School board votes to bring ABA program in house

By Ed Harris

The Board of Education has voted unanimously to bring its Applied Behavior Analysis (ABA) program in-house, a decision that has left some parents worried that the program could face a decline.
The program is currently run by the CapitQal Region Education Council (CREC). Over the course of the last several school board meetings, numerous parents, all sharing stories of how their autistic children have thrived under CREC tutelage, questioned whether the transition would be successful.
“This is an area of huge risk,” said Mike Goralski, who noted that his son has shown great improvement under the supervision of CREC.
CREC has worked with the Southington school system for the past 15 years.
Southington School Supt. Dr. Joseph Erardi said that CREC typically comes in, assists and then moves on. Erardi said he was confident that the district could take over the program.
“They’ve [CREC] held our hands for a long time,” he said.
School officials said the program would be phased in and would use the existing CREC program as a model.
Under the change, students currently in the program will keep their CREC advisors, but new students entering the program, as other students move up in grade levels, would instead have advisors from within the district.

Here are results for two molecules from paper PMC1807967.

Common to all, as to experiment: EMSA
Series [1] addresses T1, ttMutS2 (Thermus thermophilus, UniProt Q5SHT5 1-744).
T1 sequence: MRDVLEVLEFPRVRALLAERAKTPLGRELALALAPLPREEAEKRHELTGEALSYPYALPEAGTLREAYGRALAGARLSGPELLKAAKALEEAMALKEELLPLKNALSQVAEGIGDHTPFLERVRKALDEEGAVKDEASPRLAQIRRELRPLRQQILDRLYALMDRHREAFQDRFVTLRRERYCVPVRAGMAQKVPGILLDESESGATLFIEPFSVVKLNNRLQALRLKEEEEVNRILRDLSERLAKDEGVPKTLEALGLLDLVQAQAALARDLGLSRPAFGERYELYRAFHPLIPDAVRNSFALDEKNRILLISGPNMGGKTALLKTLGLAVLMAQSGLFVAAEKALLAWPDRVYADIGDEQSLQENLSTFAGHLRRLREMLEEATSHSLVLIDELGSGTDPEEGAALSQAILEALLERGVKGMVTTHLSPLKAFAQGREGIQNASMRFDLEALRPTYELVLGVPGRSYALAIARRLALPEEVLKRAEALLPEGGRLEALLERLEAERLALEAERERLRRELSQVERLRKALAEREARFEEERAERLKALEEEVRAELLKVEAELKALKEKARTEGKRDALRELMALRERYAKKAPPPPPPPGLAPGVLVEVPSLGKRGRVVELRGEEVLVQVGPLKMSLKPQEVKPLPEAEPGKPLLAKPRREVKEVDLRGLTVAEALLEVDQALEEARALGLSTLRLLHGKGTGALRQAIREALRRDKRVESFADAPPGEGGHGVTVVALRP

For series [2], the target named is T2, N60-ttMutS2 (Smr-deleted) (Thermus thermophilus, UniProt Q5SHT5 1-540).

Similar proposals to bring the program in-house had come before the board over the years, but those typically called for a town takeover, right from the beginning.
“I sincerely believe we can and will provide the same level of service,” said Board of Education member Terri Carmody, echoing the sentiments of the school board.
School board member Colleen Clark said that the district’s staff would also be available to parents during after school hours and over the summer, like the CREC representatives are currently.
“I believe that we can do it better,” she said.
There was a small moment of contention during the discussion of the proposal, as school officials noted that they were not fully aware of how CREC measured the success of its program and a few school board members questioned how they would measure the success of the new in-house program. Officials said that the Southington measurements would include goals, objectives and feedback with parents.
Bringing the program in house is expected to save the school district $100,000.
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